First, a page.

The workplan focuses on three actions, all related to compliance and enforcement of regulations: targeting inspections in impacted communities; collaboration between state, local and federal partners on enforcement and compliance assurance; and creating equitable opportunities for communities across the state to learn and engage with agencies about enforcement and compliance issues. 

“It’s about holding regulated entities accountable and ensuring that they’re complying with the terms of their permits,” Minor says.

The public is invited to a virtual community engagement session on May 1 at 5:30 p.m. to discuss the workplan in more detail. Register for the meeting and find information on CDPHE’s upcoming community opportunities: 

Boulderite seeks help heading to Miss Wheelchair America  

After being crowned Miss Wheelchair Colorado this February, Jenn Ochs hopes to head to Grand Rapids, Michigan, in late August to win the title of Miss Wheelchair America.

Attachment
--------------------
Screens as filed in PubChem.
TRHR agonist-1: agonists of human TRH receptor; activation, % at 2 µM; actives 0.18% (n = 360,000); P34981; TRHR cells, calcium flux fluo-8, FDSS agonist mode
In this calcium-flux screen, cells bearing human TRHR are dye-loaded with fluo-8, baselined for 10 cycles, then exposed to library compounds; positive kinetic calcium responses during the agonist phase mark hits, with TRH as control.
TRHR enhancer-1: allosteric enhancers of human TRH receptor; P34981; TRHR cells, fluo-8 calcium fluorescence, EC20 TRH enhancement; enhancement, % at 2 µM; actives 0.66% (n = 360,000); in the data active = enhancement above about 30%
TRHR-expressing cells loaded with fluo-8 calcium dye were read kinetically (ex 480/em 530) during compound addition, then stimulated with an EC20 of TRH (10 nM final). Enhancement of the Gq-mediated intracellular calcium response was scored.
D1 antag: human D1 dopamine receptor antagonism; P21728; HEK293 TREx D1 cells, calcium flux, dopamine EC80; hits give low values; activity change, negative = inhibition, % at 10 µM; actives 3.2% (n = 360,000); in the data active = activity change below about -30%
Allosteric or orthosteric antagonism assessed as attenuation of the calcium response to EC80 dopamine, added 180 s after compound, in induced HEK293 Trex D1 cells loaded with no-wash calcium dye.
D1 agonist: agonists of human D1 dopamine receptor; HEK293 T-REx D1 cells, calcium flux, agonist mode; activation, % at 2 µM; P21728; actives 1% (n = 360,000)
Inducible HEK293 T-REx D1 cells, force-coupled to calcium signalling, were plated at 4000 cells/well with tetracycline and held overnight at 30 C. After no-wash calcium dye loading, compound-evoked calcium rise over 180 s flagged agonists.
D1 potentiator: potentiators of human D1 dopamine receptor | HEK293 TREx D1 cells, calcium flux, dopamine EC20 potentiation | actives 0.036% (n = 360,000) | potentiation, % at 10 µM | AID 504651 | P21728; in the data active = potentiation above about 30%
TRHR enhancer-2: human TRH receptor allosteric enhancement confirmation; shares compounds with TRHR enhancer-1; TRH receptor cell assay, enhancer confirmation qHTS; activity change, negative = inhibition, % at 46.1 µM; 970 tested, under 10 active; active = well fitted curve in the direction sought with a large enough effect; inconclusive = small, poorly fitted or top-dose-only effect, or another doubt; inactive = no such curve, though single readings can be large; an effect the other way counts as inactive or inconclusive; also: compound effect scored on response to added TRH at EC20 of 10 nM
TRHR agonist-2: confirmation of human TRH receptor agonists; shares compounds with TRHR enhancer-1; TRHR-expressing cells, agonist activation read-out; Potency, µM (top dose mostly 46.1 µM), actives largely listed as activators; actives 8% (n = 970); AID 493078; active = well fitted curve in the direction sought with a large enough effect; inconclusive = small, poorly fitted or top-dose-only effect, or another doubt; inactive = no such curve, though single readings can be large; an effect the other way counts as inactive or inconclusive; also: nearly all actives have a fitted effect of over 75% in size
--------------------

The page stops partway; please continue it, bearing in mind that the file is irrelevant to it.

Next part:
Unlike the aesthetic focus of traditional pageants, Miss Wheelchair America judges a contestant’s ability to advocate for those in wheelchairs. The week-long competition will require Ochs to write an essay, give a speech, show her advocacy accomplishments and complete two interviews with competition judges.

But Ochs needs some help getting there. She recently launched a GoFundMe to raise $4,000 to cover the $2,000 pageant entrance fee and travel expenses for Ochs and her mother.

Ochs hopes to take her message nationwide, advocating for independent living for people with disabilities.